Originally Posted by Indyman317 View Post
Quote:
Originally Posted by user_12345a View Post
It's way too high.

What size is the furnace? (full model number helpful to determine blower capacity)

Are you using a 1" pleated filter and if yes, what size and type/merv rating?

Pull the filter out, close the access slot and see if the temperature rise drops a lot.

The gas meter should be clocked with all other appliances off to rule out an over-firing condition. Need the btu content from your gas supplier and don't use the fastest dial.

Instructions: https://hvactechhangout.com/home/sys...k-a-gas-meter/

The coil may be producing an excessive pressure drop due to dust/dirt buildup and should be checked-> hard to do and can require a snake camera or a checking pressure drop with a manometer.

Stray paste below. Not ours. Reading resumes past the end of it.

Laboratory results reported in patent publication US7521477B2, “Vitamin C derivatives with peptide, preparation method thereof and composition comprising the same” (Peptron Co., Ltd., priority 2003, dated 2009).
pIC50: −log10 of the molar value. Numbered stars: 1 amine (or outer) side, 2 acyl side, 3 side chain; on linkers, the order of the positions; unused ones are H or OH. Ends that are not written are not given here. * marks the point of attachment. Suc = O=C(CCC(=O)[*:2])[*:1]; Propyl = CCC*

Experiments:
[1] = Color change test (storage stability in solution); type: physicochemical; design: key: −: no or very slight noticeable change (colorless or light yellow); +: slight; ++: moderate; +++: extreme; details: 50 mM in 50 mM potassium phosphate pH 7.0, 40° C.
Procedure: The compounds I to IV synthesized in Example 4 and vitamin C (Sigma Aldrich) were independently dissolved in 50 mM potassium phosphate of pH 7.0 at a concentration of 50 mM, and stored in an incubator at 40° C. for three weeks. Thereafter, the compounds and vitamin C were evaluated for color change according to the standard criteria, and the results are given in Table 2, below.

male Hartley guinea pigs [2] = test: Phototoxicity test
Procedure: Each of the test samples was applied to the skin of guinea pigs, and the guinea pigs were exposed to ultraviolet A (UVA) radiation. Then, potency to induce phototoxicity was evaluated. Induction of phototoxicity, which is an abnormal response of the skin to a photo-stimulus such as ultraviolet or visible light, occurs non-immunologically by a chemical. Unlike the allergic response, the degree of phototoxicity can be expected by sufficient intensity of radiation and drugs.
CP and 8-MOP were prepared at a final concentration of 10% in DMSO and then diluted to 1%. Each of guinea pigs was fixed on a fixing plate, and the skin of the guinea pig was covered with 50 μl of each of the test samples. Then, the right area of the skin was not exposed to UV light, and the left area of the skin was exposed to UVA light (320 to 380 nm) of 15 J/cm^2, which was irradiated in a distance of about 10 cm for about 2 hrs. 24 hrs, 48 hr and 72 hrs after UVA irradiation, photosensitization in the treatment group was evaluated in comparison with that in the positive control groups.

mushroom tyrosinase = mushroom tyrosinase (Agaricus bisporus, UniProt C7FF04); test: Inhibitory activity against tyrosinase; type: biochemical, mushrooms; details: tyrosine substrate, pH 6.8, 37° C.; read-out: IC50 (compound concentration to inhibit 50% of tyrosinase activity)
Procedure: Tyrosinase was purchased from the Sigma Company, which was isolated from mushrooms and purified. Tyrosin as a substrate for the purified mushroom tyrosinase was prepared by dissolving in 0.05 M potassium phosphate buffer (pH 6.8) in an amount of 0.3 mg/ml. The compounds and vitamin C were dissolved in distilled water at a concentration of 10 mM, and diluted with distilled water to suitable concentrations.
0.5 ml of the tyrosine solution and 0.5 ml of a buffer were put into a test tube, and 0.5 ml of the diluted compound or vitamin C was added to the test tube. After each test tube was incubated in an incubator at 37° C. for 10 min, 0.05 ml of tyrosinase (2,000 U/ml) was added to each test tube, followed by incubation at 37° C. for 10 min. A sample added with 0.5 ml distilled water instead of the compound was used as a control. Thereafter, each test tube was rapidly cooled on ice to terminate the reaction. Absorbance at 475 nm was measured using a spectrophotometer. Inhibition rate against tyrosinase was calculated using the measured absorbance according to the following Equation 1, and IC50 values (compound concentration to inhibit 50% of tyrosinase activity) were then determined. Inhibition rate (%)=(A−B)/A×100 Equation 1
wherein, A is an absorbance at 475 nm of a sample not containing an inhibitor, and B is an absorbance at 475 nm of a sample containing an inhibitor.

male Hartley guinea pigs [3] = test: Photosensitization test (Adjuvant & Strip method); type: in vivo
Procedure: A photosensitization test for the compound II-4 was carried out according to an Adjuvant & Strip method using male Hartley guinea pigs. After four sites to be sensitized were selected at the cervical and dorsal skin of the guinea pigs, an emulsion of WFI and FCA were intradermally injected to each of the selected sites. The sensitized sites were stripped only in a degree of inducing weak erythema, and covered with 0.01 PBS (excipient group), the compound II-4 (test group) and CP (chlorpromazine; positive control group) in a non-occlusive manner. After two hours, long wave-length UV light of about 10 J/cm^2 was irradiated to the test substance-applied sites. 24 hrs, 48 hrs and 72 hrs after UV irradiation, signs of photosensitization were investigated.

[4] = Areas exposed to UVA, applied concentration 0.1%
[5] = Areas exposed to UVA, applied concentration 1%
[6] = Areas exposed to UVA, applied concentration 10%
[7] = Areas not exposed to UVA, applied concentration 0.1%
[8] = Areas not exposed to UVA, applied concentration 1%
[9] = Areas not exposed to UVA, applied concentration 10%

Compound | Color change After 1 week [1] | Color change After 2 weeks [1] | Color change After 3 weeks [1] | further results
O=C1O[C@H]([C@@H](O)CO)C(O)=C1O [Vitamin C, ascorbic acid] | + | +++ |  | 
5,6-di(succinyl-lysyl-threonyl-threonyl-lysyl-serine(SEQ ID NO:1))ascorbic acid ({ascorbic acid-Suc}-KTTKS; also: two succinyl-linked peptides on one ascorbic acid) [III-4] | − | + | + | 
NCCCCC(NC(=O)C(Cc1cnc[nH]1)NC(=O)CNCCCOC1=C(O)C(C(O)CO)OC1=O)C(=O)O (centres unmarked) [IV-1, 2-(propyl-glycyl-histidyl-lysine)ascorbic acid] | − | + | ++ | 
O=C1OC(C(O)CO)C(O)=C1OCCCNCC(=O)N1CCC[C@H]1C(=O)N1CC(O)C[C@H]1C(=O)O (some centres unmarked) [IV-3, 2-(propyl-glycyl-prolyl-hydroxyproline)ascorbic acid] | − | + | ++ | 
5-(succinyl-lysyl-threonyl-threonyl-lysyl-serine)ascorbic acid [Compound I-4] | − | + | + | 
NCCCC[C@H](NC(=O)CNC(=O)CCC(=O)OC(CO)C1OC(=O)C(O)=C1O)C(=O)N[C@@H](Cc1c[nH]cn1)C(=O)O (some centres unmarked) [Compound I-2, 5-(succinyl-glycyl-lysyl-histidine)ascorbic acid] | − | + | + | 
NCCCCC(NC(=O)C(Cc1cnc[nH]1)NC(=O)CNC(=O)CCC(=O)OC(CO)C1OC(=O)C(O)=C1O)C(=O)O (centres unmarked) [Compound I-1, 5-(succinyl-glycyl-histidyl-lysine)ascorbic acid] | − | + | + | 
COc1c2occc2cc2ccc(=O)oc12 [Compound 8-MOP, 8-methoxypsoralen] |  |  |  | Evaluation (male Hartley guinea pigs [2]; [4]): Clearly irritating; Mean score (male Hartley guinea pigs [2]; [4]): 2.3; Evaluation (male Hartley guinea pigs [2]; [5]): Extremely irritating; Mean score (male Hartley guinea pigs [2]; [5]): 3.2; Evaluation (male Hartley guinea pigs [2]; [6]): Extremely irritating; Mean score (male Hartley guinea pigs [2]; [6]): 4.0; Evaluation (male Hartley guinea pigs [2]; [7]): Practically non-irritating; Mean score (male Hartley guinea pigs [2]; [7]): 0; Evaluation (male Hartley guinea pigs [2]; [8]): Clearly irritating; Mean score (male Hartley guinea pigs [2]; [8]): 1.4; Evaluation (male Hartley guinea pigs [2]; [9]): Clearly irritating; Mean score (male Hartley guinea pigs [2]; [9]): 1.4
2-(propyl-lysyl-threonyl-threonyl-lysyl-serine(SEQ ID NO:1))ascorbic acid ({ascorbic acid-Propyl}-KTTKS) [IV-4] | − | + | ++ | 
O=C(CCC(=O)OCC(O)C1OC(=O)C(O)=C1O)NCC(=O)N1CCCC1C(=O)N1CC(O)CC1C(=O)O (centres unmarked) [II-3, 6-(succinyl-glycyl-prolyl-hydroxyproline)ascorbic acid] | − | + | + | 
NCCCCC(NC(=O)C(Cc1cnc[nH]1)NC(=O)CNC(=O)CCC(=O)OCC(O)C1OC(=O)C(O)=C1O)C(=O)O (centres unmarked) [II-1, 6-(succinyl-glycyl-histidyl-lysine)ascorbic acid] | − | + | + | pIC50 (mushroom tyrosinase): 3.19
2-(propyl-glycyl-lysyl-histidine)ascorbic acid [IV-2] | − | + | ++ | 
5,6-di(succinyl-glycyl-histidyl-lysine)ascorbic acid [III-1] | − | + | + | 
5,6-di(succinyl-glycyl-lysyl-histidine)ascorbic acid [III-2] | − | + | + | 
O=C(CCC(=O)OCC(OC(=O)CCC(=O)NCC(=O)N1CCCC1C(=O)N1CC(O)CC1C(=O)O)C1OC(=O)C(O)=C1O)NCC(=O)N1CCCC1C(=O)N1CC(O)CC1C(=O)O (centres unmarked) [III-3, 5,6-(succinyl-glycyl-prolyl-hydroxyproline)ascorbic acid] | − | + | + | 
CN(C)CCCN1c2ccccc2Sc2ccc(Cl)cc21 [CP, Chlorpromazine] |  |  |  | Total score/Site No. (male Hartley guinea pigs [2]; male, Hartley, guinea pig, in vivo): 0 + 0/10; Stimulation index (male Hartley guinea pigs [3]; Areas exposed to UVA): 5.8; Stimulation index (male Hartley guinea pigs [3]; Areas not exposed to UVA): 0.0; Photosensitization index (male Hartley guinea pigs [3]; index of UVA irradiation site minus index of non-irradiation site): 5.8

(you may be able to see it if the blower is pulled and you look up, but probably not)

If there's no apparent cause, may be able to raise the fan speed but I doubt you will be able to get it from 80 to the 60s with that alone. Usually going up one speed only drops the rise by 2 to 5F and it's probably already on medium high.

There is a chance the furnace is just grossly oversized for the house and ducts in which case it's best to just disable high fire.
Bryant Model 312AAV036070AEJA

Currently I installed a Merv 2 basic filter. The air intake is pretty small 14x14x1. The overheating never was an issue it seems until I completely insulated my plaster walls in my living room and stock all the air drafts.
14x14x1
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Old 02-07-2020, 01:26 PM   #38
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Quote:
Originally Posted by Indyman317 View Post
Quote:
Originally Posted by user_12345a View Post